For many people, reducing the risk of heart disease involves making major changes in the way they live. It may mean changing the habits of a lifetime. Even people who are not overweight may need to change their diets to reduce their cholesterol levels. And they may need to make room in their schedules for exercise and other physical activity.
When patients have been diagnosed with heart disease or are at increased risk of developing heart disease, the primary goal of management is usually to reduce LDL cholesterol levels.
Even though artery-clogging LDL often takes decades to reach dangerous levels, reducing LDL, whether by diet and exercise alone or with the addition of cholesterol-lowering medicine, quickly reduces the risk of disease progression.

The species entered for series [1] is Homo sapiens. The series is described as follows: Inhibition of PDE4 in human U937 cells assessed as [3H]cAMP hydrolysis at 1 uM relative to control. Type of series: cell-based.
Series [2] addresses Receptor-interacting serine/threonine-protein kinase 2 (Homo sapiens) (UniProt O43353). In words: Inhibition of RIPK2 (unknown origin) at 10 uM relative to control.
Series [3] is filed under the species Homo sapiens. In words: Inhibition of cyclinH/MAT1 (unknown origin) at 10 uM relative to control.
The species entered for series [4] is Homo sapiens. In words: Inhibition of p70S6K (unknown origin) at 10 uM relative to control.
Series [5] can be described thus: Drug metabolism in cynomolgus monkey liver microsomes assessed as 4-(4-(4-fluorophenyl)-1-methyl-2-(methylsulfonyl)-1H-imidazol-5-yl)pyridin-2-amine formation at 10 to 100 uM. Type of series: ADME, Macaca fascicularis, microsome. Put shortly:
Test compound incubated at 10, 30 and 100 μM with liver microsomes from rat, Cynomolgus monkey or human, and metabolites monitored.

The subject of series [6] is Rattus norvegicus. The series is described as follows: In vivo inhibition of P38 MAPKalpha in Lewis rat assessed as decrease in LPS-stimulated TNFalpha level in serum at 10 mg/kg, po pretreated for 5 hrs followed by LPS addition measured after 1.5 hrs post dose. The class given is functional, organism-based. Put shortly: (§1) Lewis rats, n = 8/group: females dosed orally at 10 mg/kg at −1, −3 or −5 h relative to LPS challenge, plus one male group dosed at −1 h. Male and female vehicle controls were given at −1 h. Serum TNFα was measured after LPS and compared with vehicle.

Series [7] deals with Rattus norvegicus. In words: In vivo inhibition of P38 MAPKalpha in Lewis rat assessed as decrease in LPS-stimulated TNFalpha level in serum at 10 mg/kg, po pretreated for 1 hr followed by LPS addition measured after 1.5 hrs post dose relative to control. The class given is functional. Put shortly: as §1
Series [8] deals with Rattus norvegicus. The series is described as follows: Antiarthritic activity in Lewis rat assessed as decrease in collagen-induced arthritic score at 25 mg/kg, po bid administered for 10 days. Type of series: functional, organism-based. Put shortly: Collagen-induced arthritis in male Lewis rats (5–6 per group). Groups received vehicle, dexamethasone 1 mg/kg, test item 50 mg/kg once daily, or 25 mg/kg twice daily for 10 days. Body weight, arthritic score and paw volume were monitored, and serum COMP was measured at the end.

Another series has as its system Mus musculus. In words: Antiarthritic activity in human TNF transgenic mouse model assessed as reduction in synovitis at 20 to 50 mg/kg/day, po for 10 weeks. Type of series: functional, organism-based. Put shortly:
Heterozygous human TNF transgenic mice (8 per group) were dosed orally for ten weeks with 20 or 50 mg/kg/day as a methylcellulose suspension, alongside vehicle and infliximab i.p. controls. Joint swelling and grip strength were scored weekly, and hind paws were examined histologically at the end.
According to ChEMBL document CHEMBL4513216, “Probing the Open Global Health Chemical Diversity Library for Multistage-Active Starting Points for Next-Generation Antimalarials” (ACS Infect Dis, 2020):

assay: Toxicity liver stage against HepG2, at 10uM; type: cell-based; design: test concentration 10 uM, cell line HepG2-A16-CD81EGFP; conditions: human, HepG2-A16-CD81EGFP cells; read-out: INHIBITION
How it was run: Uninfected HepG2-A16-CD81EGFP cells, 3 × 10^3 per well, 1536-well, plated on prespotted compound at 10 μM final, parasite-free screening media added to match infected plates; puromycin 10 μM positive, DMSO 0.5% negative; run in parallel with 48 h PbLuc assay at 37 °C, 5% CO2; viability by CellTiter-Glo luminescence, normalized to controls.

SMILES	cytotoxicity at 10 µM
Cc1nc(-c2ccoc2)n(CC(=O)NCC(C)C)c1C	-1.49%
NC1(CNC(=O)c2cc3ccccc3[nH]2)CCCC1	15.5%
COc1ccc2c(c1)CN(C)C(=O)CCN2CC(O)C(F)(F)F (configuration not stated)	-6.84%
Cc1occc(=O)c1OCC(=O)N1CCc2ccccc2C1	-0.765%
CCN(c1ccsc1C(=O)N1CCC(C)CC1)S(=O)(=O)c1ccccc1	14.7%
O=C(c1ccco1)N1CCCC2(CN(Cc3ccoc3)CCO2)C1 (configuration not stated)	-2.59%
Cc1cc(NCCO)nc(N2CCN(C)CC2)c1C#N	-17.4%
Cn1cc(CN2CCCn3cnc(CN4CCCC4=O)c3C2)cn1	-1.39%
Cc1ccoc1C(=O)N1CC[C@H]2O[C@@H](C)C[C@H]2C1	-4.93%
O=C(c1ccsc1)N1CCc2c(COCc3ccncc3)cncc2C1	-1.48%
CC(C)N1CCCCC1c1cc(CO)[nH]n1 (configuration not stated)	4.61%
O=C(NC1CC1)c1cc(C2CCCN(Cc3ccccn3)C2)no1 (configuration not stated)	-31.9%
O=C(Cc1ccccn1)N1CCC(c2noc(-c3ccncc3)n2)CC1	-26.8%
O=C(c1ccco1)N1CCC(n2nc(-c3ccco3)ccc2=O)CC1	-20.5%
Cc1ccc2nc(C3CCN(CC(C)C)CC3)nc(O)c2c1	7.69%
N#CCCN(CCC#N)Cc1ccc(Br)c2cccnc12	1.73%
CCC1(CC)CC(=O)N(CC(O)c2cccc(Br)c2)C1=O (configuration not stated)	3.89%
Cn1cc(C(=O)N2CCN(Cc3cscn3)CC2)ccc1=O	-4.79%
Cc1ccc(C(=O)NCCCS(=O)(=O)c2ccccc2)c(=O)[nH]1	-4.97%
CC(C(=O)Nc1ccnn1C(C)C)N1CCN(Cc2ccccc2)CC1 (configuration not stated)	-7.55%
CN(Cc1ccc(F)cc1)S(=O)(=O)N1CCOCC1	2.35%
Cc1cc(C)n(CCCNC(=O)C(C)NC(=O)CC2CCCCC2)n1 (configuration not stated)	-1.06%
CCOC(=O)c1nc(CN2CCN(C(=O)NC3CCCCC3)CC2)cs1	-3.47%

Although drugs alone can often bring cholesterol down to normal levels, diet and exercise provide benefits that drugs don't: They'll lower blood pressure, reduce weight, and lower the risk of developing diabetes.
A Healthier Diet and a Healthier Weight
Often, the greatest challenge to achieving a heart-healthy lifestyle is learning to eat the right foods. People have become accustomed to a diet rich in fat, cholesterol, and empty calories and low in the vegetables, fruits, fiber, and nutrients we really need. By making smarter food choices and setting healthy dietary goals, it is possible to take off excess weight. And it isn't necessary to get down to an "ideal weight" to improve one's health. A weight reduction of just 10 percent will significantly reduce risk of heart disease and other obesity-related illnesses.